Key Vote: MFP SettlementCity councillors who voted to settle with MFP set a dangerous precedent. Instead of confronting the company, these councillors wanted to cave in to its demands. A settlement would mean no inquiry and that the truth would not come out as to how the city lost tremendous amounts of money.
City Council initially approved a $43 million lease with MFP, but costs soon ballooned to almost double that amount, $85 million. The inquiry has probed how this happened. Citizens of Toronto have learned of the dangerous relationships forged between select elected officials, city staffers, lobbyists and the corporate sector. While they were all flying together on junkets, the City of Toronto was simultaneously being set up to lose millions of dollars.
The question remains, why would a majority of councillors want to settle with MFP? A settlement not only would have suppressed information the public had a right to know, but also would have casually handed over millions of dollars to a corporation that had already misled the city. It is time to evaluate those councillors that favour secrecy over transparency, especially when it means huge gains for the private sector at the expense of the city coffers.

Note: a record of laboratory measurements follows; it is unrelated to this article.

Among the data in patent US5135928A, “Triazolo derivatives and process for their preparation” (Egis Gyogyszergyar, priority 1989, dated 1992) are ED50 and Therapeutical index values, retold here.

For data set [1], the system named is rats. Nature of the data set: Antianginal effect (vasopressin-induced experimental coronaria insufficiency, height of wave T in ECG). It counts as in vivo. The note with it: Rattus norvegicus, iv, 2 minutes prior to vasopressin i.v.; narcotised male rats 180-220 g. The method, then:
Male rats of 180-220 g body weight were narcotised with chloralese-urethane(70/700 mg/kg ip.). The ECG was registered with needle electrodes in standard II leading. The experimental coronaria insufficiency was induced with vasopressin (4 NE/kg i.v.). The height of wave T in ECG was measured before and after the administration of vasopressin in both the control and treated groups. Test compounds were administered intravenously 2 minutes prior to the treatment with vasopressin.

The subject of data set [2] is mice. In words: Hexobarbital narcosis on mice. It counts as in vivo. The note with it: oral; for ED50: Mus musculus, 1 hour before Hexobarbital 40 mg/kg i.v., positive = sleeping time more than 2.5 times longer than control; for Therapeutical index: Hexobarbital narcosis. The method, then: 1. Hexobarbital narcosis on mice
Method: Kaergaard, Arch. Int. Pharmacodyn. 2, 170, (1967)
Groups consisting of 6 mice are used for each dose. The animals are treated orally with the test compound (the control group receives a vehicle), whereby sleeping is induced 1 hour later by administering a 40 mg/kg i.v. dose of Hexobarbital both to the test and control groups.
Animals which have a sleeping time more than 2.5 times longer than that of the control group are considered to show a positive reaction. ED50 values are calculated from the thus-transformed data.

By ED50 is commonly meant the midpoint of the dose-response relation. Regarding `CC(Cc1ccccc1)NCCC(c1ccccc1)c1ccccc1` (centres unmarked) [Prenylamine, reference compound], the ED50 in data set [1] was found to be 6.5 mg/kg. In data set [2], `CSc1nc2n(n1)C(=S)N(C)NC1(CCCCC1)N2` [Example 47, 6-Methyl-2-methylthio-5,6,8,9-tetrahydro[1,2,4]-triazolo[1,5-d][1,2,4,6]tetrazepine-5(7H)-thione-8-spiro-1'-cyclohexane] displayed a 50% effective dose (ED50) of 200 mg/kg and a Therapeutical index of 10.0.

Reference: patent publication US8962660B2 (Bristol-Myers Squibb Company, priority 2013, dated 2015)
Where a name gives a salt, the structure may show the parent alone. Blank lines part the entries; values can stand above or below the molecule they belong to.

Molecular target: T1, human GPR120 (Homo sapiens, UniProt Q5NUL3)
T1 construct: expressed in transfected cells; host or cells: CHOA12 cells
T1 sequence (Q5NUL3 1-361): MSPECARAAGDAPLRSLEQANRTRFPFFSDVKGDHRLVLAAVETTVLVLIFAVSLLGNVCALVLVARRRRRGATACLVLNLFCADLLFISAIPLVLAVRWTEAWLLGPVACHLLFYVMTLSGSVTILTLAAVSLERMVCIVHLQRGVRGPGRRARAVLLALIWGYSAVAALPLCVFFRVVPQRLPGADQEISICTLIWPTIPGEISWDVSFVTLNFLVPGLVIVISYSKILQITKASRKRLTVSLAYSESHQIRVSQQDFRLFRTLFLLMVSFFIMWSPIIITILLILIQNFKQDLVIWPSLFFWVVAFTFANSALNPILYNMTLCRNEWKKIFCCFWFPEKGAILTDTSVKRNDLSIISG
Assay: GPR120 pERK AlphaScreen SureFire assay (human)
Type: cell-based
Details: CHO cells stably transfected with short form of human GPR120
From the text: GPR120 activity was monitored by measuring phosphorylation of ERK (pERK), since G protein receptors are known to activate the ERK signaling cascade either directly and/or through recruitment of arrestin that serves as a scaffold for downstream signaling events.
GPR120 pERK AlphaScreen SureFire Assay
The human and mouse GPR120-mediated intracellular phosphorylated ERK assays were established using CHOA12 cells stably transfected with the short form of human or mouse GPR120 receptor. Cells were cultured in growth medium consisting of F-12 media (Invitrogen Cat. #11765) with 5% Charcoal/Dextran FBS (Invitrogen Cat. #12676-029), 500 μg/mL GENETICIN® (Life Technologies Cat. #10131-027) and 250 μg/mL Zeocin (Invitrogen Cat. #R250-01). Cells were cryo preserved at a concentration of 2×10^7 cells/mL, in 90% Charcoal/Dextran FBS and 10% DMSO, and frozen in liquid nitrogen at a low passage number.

Voting FOR a settlement with MFP, rather than investigating the deal: 24
Voting AGAINST settling with MFP, and FOR an inquiry into the deal: 21
Vote Date: February 2002
Vote Specifics: Motion (d) of Clause No. 1 of Report No. 1 of The Audit Committee, headed “Status of Litigation with MFP Financial Services”
For more information, see the City Council Minutes. (PDF file opens in a new window.)
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